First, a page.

8. There is a lot here that I would like to comment on, if I had the time and had done some more background reading. I have only recently discovered this site and am hugely grateful to those who spend time and effort on providing some very well-thought out, detailed, material. So much better than the material from the Council, AT or mainstream media. Perhaps a reflection of my age (I shared tutorials with one of your regular contributors in 1981) and occupation, but I don’t think others should be quite so quick to rush to judgement about the inputs to this process from many of the vested interest groups. I think that we have much to thank Akld2040 for – in terms of testing the Council hard and flushing out information to fill the gaps. Nor do I think that the prospect of judicial review should be seen as a (sinister) threat. I find the responses of the heritage groups more alarming – the dialogue above about the pre-1994 controls being just one example. A healthy dose of study on the economic impacts would often not go amiss. I do think the behaviour at the crucial Council meeting on 24 February was appalling on a variety of levels – especially the treatment of the younger submitters. By luck I managed to see the TV3 piece yesterday and found a couple of the key points made by the deputy mayor difficult to follow and I found the apparent befuddlement about the impact of upzoning on housing nos alarming. I have read the Merediths legal advice to the Council and think we can be grateful for Housing NZ (now) dragging Council officials back into the frame. And finally, the impact of the rising tide of property values and the vagaries of the RMA is that everyone contests everything. The examples in just a handful of the surrounding streets of our leafy suburb are too many to even start listing here.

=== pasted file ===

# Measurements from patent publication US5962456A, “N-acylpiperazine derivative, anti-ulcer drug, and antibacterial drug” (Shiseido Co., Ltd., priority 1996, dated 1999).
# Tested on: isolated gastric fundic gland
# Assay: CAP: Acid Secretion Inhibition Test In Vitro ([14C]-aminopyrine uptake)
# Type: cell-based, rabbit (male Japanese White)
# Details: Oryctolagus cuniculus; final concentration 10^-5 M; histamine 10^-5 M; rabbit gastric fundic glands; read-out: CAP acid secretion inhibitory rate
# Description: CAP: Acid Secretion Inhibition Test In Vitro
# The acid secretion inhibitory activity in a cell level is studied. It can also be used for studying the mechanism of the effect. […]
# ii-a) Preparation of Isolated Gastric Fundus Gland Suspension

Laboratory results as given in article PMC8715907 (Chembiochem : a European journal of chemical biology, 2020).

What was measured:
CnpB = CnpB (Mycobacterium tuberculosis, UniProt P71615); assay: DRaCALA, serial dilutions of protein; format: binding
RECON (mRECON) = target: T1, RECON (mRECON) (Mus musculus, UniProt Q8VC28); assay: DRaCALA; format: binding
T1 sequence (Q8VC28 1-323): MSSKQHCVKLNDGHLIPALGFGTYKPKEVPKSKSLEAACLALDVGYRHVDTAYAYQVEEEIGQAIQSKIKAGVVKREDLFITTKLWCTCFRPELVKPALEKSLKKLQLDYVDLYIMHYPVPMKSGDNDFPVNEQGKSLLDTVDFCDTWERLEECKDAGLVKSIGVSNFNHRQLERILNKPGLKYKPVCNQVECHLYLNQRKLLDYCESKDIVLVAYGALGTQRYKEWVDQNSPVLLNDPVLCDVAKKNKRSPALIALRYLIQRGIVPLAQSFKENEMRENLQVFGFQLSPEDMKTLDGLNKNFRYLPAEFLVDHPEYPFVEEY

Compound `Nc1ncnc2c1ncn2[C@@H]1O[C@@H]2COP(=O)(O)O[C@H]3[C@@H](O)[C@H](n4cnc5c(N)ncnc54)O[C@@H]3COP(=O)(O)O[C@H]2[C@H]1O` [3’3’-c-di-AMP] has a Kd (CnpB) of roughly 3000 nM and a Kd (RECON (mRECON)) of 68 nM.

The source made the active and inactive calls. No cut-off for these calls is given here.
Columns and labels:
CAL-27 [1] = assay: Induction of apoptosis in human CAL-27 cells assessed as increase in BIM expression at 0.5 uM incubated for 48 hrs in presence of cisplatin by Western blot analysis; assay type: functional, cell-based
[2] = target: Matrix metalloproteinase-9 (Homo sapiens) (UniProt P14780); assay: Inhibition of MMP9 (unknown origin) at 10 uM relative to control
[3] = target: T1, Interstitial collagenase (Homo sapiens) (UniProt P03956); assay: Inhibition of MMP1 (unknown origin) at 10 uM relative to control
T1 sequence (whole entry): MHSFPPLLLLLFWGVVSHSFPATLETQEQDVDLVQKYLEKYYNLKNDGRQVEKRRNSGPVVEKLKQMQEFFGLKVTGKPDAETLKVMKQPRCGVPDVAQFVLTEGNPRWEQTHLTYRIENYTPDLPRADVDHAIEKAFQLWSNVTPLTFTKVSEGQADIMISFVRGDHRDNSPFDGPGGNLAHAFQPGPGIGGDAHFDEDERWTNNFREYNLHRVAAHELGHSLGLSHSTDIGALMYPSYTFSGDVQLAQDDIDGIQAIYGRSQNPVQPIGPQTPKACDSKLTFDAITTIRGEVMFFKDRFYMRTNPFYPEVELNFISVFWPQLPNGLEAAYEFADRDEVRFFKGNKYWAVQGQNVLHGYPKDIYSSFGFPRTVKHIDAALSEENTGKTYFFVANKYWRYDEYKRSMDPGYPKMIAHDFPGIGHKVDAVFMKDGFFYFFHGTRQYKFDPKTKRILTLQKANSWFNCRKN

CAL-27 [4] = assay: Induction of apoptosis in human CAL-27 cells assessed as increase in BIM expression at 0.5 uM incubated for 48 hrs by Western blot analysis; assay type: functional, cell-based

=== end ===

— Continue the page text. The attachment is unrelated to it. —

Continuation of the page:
9. There are so many ways that the exclusionist zoners are wrong-headed. Prime among them is the financial burden per property in lower zoning. Fewer dwellings per hectare means those owners are going to be paying individually higher rates to fund the same services.

    1. There’s a link to many more examples in the post, from a 55MB presentation but the actual detailed maps covering all of Auckland seen to coming out one area at a time. The information is in the IHP website, not council or HNZ

      1. Thank you sailor boy.

        They don’t make it easy to access do they?